Cast: Johnny Depp, Michelle Pfeiffer, Chloe Grace Moretz, Bella
Heathcote, Eva Green, Jackie Earle Haley, Jonny Lee Miller, Helena
Director: Tim Burton
So, hands up, who's heard of this series from back in the 1960s then?
The soapy series ran from 1966 to 1971 and was a gothic soap opera around the Collins family, whose head is a 200 year old vampire. Taking in werewolves, vampires, time travel, parallel worlds and ghosts, it was a curio back then.
And really, when you consider its pedigree, it should come as no surprise that Tim Burton and Johnny Depp should reteam for an eighth time to take it on.
The film begins in Liverpool in 1760 with the Collins family relocating to North America to make their name. With riches, they set up Collinsport and Barnabas (Depp) grows up abroad. But when he scorns the love of a witch, Angelique Bouchard (Green) for another, he's cursed, turned into a vampire and buried for 200 years underground.
Nearly 200 years later, Barnabas is accidentally awoken and returns to Collinsport to find the once great mansion in ruin, inhabited by relatives who don't care about the family name and finds the family fishing business is all but destroyed by competition from Angelique Bouchard's rival company.
So Collins sets about trying to recapture his former glory - as well as trying to win the heart of Victoria Winters (Heathcote) who's the spitting image of Barnabas' first true love.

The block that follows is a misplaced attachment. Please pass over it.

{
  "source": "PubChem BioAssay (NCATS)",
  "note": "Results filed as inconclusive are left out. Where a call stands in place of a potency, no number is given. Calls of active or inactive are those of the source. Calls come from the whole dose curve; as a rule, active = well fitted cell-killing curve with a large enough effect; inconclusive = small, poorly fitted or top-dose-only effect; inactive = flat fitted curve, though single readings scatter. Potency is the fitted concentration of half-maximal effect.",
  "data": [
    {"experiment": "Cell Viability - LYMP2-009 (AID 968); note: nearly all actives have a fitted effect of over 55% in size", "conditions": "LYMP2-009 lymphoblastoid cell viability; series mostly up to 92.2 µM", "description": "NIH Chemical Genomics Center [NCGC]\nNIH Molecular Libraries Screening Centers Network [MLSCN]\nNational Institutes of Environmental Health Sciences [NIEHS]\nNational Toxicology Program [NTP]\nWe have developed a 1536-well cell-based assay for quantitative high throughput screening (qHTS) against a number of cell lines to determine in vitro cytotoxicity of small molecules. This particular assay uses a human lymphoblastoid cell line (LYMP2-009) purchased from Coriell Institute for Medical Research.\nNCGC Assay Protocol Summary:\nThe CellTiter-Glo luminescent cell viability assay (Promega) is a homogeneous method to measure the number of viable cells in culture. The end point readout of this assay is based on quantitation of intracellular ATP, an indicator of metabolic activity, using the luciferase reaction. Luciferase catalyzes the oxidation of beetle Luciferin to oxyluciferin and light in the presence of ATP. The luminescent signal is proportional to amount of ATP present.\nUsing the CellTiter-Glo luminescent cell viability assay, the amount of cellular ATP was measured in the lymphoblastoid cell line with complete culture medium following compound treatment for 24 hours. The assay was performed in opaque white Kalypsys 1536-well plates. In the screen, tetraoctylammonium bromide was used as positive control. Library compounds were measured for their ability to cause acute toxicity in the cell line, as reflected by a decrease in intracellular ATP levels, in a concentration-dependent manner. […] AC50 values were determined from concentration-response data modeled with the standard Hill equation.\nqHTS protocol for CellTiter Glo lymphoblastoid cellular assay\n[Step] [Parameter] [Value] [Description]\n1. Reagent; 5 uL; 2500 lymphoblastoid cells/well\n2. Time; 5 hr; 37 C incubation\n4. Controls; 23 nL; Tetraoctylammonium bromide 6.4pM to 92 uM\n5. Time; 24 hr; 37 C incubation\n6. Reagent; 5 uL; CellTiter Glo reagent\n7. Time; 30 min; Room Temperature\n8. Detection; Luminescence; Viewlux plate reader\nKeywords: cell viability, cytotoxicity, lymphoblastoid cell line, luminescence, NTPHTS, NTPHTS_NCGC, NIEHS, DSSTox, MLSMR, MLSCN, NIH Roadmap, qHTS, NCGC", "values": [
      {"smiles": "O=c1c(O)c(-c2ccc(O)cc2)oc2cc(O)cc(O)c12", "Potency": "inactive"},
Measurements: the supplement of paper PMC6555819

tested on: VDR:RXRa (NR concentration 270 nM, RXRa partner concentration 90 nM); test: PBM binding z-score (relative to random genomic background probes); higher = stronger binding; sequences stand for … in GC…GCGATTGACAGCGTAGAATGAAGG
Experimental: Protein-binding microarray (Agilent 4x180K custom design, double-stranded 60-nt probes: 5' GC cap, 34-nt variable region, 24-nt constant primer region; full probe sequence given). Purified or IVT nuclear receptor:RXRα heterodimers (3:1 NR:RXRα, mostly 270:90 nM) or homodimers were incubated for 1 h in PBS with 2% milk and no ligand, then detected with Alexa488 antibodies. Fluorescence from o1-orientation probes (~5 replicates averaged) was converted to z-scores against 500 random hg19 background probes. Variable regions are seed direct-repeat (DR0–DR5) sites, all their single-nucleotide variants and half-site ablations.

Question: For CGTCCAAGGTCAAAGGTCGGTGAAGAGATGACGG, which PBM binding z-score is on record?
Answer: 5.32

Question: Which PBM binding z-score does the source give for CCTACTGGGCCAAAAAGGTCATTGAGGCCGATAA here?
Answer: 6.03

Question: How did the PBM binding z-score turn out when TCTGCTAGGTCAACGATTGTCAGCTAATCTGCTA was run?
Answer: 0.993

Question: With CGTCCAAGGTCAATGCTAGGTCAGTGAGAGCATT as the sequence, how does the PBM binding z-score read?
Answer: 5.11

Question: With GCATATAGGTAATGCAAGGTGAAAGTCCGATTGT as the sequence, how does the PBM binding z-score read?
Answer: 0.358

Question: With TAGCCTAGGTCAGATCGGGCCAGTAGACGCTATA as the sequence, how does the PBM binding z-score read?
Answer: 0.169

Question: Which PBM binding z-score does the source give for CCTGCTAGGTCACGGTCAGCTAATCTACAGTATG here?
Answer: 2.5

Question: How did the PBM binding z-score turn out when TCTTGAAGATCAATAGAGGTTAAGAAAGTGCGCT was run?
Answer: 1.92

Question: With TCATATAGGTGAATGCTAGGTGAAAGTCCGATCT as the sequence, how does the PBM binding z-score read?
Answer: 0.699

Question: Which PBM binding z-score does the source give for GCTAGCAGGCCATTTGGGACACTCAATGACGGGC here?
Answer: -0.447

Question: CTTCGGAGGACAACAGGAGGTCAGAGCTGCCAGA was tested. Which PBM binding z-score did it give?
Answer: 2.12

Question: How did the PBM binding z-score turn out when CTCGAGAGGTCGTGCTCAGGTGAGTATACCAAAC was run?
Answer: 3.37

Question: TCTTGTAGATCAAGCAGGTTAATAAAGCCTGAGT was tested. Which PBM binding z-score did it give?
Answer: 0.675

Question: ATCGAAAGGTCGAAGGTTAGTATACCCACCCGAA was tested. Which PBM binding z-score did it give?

Dark Shadows is an odd curio; it's an absolutely natural fit for the Tim Burton and Johnny Depp partnership, bathed as it is in off kilter moments and Gothic sensibilities. From its darkly chilling opening, it screams Burton's work - from the overly brightened colours to the pale washed out landscapes, it's clearly a horror joint with a backdrop of family tragedy and quirky misfits.
And yet, it's lashed with so much campy comedy that it's never really one thing or the other.
It's once again Johnny Depp's performance which keeps this going; his culture shock comedy at being revived some 200 years later is a blast, referencing the best of the 1970s and also Nosferatu as he skulks around in the shadows as the music of the 70s blasts from the soundtrack. There's plenty of tittering to be had at his facials and carefully pronounced acting which renders Collins a little stiff and starched.
As for the rest of the cast, well, I think to be honest, there's rather a few too many on screen, leading to it feeling like some are underdeveloped (Jonny Lee Miller as a thief being one) or simply there for effect rather than storytelling. Chloe Grace Moretz does well as the daughter with a secret, Pfeiffer is fairly stiff as the matriarch of the mansion, Bonham Carter is simply an orange wig as the family psychologist who's got hidden motives, and Eva Green is more toothy than seductive as the vindictive witch with a chip on her shoulder.
It's a shame because the atmosphere, visuals and feeling Burton's brought to the screen are brilliant; it's just that it feels a little undercooked and unsure of what exactly it wants to be. There's not quite enough comedy to keep you laughing all the time (and most of the laughs are gentle ones rather than raucous belly laughs) and the drama isn't quite strong enough to pull it all through.
And the finale is pure Burton - a heady mix of Beetlejuice meets Death Becomes Her (as well as an hilarious riffing around the phrase "You make me sick").
All in all, while Dark Shadows is true to its roots and ends on the prospect of a sequel, it'll really need to get more of a definitive mix of campy comedy/ horror and Gothic for any future outings. It's not quite Addams Family sensibilities and humour either, but you can mark this one up as a slightly undercooked, overlong, curio and oddity which doesn't quite hit the mark.